“Where are they going to get that volume?” Lively said. “They’re going to need growers to provide it to them.”

A three-year transition period is required to certify land as organic, so there’s a lag time before demand spurs new production, said Chris Schreiner, executive director of the Oregon Tilth certification agency.

“I wonder how they’re going to deliver what they say they’re going to deliver,” he said. “I don’t know where the supply is going to come from.”

In the short term, Walmart’s entry into the organic market will mean yet another competitor chasing organic supplies, said Lively.

“The first thing they’d do is pull the price up,” he said.

Walmart could be planning to cultivate low-cost sources of organic food — either from overseas suppliers or “industrial-scale factory farms” that flout organic principles, Kastel said.

The lower-cost Walmart products may then damage other, smaller-scale organic producers by siphoning away their sales, he said.

McCue said Wild Oats is working with suppliers who are committed to making organic available to the widest possible audience.

More than 90 percent of products are sourced from the U.S., he said. 

Walmart may hope to drive down prices for organic food without demanding discounts for organic crops, said Charles Benbrook a Washington State University professor who studies the industry.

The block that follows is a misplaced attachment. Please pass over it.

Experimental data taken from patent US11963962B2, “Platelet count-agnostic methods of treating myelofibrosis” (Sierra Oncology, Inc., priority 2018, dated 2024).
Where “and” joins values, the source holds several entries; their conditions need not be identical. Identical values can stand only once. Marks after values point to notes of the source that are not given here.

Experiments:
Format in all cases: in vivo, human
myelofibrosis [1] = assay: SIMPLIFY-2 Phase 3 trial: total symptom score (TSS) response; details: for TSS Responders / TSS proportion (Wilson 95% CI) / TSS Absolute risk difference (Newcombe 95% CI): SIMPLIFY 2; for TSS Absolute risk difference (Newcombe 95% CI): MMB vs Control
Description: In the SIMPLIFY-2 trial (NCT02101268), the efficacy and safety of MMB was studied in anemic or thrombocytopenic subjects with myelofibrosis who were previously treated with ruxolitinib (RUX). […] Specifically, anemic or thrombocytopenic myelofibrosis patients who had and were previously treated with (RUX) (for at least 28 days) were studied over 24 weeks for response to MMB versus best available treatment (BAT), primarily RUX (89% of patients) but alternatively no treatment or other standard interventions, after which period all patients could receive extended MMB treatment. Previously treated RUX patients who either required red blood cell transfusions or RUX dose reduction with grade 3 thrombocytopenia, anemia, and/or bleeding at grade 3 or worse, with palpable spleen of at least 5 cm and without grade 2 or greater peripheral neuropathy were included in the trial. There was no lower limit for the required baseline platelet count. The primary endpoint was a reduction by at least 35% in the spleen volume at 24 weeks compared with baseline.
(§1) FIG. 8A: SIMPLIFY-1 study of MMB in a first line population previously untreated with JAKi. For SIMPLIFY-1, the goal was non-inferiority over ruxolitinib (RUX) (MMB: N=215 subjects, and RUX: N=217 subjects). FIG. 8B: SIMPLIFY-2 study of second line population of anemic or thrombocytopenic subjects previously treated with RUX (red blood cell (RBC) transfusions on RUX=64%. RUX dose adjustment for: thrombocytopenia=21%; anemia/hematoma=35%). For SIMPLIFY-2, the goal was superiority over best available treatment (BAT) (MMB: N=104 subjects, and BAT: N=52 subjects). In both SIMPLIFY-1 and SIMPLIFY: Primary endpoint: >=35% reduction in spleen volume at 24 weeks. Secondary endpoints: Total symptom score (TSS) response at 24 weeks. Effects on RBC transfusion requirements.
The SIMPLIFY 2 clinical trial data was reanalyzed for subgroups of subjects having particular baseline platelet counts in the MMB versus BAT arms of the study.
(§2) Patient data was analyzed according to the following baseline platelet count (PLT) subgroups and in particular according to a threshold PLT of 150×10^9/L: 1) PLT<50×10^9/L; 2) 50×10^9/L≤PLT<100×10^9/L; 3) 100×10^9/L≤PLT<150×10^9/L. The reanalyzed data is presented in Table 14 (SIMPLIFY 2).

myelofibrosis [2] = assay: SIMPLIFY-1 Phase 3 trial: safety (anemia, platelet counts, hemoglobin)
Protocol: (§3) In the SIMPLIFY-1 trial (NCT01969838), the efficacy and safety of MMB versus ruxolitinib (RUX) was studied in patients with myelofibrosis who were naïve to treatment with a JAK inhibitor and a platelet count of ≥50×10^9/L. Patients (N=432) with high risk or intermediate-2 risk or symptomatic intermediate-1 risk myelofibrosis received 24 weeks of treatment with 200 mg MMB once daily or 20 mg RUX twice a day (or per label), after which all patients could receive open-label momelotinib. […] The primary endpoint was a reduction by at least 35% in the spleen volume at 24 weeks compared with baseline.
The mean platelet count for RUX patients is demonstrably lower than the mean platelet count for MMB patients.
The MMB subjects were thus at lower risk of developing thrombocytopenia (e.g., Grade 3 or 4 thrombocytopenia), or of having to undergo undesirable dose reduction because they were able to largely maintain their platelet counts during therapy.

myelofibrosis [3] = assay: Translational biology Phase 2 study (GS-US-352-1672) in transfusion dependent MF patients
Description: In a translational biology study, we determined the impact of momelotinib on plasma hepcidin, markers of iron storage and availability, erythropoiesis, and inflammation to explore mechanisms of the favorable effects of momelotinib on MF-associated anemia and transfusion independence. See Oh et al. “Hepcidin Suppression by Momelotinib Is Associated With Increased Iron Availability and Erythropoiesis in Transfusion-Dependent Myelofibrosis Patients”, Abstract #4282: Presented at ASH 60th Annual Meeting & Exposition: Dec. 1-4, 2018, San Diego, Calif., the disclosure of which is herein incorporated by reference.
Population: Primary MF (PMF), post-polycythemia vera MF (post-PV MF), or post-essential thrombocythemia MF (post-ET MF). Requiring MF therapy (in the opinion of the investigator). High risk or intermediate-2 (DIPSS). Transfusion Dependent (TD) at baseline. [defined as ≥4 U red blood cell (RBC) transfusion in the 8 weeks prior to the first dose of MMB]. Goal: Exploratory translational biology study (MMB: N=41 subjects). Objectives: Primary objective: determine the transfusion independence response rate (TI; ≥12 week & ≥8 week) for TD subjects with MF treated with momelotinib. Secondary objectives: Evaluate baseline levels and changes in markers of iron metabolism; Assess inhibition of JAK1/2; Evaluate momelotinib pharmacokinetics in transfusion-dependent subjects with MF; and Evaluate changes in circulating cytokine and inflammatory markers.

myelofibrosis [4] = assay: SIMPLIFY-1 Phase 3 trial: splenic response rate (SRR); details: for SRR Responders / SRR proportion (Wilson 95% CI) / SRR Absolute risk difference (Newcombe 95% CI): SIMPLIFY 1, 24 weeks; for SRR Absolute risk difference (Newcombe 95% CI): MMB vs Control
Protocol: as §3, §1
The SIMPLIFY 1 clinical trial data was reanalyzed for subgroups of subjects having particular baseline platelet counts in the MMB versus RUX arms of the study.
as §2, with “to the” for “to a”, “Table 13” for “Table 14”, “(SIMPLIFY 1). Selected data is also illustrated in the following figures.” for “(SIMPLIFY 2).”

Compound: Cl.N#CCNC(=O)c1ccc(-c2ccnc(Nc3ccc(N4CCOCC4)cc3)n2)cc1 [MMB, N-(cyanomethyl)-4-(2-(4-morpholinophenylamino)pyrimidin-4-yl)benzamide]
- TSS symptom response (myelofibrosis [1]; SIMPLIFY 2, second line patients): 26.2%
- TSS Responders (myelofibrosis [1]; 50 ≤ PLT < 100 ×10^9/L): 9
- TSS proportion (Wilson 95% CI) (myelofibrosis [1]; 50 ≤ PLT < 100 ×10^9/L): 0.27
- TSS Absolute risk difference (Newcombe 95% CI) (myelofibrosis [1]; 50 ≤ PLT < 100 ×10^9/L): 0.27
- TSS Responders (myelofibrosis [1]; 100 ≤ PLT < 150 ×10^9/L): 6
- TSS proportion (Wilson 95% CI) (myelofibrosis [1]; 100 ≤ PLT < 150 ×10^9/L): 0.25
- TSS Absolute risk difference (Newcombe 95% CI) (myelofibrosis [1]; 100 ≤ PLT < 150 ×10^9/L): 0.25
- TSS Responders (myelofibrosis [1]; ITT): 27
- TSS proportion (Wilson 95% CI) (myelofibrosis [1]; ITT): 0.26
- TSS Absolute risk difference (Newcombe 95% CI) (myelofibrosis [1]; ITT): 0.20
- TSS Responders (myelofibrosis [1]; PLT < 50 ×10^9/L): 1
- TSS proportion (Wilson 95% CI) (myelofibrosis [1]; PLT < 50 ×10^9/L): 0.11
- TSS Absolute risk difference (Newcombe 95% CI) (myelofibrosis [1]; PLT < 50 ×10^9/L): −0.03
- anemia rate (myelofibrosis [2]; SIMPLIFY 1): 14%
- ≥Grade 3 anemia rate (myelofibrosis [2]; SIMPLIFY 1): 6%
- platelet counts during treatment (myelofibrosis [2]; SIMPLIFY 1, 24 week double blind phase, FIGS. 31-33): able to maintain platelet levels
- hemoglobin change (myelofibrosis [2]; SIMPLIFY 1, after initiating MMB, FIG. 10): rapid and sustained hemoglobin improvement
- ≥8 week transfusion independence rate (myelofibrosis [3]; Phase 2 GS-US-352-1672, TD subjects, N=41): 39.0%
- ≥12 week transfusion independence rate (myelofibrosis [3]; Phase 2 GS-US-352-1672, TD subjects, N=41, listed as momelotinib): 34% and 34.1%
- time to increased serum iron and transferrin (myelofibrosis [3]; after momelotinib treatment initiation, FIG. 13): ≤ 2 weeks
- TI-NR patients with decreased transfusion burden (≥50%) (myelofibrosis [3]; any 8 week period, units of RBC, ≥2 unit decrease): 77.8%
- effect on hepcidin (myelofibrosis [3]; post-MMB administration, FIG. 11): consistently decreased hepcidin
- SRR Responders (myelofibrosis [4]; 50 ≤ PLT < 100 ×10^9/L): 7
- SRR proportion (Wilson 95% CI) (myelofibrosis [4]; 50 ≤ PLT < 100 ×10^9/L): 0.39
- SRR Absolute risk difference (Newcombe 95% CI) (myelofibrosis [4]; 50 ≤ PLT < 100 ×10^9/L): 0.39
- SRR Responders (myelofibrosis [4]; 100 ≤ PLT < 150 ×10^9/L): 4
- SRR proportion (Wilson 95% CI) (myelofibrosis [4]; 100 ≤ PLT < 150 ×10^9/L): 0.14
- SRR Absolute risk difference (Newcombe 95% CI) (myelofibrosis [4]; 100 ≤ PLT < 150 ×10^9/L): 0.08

Currently, popular shelf-stable products like organic marinara sauce are often made at facilities that also manufacture conventional food, Benbrook said.

Switching between organic and non-organic ingredients and processes hinders the efficiency of such facilities, he said.

By ramping up the volume of organic products, Walmart may be able to dedicate entire plants to organic foods, manufacturing them more cost-effectively, he said.

‘Economy of scale’

Building up such an “economy of scale” will not happen overnight, but Walmart wants to bring consumer prices down fast, Benbrook said.

“I sure hope they’re not mostly going to be depending on imports to fill the gap, because that would not be welcome in many quarters,” he said. “It would just take the bloom off the rose.”

Hardcore organic consumers could be turned off by Walmart’s approach, but mainstream shoppers may welcome the company’s foray into organics, said Neil Hooker, food policy professor at Ohio State University.

“Price is still a key issue,” Hooker said.

People who buy most of their groceries at an upscale retailer like Whole Foods likely have different expectations than those who shop at Walmart, he said.

Roughly two-thirds of consumers already buy some organic products, even as organics remain a small fraction of total food sales, Hooker said.

Fruits, vegetables and dairy are the most common organic purchases, as well as meats to a lesser extent, he said.

Walmart’s strategy may cause more consumers to buy organics from the “center of the store,” where manufactured foods are located, said Hooker.

Larry Lev, an agricultural economist at Oregon State University, points out that Walmart is just the latest global corporation to jump on the organic bandwagon.

“There’s a lot of players in the market already,” he said.

As major corporations expand their presence in the organic industry, there’s likely to be more segmentation of organic consumers, Lev said.

Some will be happy to buy products made without pesticides, regardless of origin, while others will “vote with their dollars” to support small-scale production systems, he said.

“I do foresee greater diversity,” said Lev.